What happens when bacteria infect the human body? In an attempt to shed light on this process, Dr. Maya Saleh, researcher at the critical care division and the centre for the study of host resistance of the McGill University Health Centre (MUHC) Research Institute, describes previously unsuspected metabolic pathways involved in the inflammatory response. This discovery could lead to many potential benefits, particularly for the treatment of sepsis: infections that spread to the blood and deteriorates into a whole-body inflammatory state.
Her study is published in the Journal of Biological Chemistry. Because of the high quality of the research, this article was selected as a "Paper of the Week" for the December 14, 2007 issue of the journal, a distinction awarded to only one percent of its publications.
One of the body's first defenses against a bacterial infection is the activation of pathogen-eating cells called macrophages, which ingest the bacteria. This ingestion activates a protein inside the macrophage called Caspase-1. Dr. Saleh's study shows that Caspase-1 is the starting point for many metabolic reactions that, together, lead to the death of the macrophage and activate the rest of the immune system.
One of the roles of Caspase-1 in inflammation has been known for many years, namely that it activates immune system messengers called cytokines, which in turn activate the body's entire defense mechanism. But we now know this is not its sole function: "Our study demonstrates that Caspase-1 also causes the death of the macrophage by destroying some of the cell's basic structures and by blocking many metabolic pathways. The main pathway it blocks is glycolysis, or the production of energy through the breakdown of glucose," said Dr. Saleh, who is also an assistant professor in the faculty of medicine at the McGill University.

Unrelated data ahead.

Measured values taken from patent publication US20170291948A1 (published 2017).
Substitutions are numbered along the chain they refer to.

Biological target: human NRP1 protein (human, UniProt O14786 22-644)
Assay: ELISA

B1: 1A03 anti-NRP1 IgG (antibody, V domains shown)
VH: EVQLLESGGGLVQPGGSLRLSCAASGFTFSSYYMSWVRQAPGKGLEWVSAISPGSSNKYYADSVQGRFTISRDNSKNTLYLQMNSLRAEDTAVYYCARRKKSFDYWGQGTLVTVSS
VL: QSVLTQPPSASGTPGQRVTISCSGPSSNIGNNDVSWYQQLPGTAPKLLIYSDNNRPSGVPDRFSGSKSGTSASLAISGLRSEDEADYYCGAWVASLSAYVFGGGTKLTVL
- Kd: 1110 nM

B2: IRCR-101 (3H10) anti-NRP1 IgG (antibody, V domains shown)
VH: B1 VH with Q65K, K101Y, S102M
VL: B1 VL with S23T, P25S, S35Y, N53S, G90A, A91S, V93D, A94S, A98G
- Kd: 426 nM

This finding opens new doors for fundamental research. Previous results suggested that Caspase-1 is also involved in fatal respiratory arrest that can occur during septic shock. Further research will be required to determine if that blockade of glycolysis by caspase-1 is a contributing factor.
This study could also have an important impact on the applied research of pharmaceutical companies. Currently, most anti-inflammatory drugs prescribed to fight sepsis target cytokines. "We know empirically that the effect of medications that target cytokines during sepsis is limited; our study demonstrates that Caspase-1 would be a more effective target", added Dr. Saleh. Since sepsis is no longer considered simply as a "cytokine storm", but as a more complex network of metabolic reactions, our vision of how to fight it needs to evolve accordingly.
The Research Institute of the McGill University Health Centre (RI MUHC) is a world-renowned biomedical and health-care hospital research centre. Located in Montreal, Quebec, the institute is the research arm of the MUHC, a university health center affiliated with the Faculty of Medicine at McGill University. The institute supports over 500 researchers, nearly 1000 graduate and post-doctoral students and operates more than 300 laboratories devoted to a broad spectrum of fundamental and clinical research. The Research Institute operates at the forefront of knowledge, innovation and technology and is inextricably linked to the clinical programs of the MUHC, ensuring that patients benefit directly from the latest research-based knowledge. For further details visit: www.muhc.ca/research.